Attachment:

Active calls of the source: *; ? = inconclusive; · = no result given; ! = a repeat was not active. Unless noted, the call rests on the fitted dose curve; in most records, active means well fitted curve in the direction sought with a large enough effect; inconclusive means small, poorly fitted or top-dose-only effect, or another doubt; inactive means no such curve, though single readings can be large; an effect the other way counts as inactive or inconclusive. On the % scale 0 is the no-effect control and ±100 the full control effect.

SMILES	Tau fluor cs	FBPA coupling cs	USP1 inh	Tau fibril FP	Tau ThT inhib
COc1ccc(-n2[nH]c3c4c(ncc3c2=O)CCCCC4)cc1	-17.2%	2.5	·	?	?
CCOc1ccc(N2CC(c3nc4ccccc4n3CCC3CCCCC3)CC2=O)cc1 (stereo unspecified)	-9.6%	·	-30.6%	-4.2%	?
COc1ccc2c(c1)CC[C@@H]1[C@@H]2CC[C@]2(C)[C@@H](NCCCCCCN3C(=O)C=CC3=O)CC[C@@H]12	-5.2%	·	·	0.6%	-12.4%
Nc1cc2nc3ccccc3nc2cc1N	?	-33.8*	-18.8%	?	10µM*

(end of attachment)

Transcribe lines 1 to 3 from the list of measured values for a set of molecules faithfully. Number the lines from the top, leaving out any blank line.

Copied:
Active calls of the source: *; ? = inconclusive; · = no result given; ! = a repeat was not active. Unless noted, the call rests on the fitted dose curve; in most records, active means well fitted curve in the direction sought with a large enough effect; inconclusive means small, poorly fitted or top-dose-only effect, or another doubt; inactive means no such curve, though single readings can be large; an effect the other way counts as inactive or inconclusive. On the % scale 0 is the no-effect control and ±100 the full control effect.

SMILES	Tau fluor cs	FBPA coupling cs	USP1 inh	Tau fibril FP	Tau ThT inhib
COc1ccc(-n2[nH]c3c4c(ncc3c2=O)CCCCC4)cc1	-17.2%	2.5	·	?	?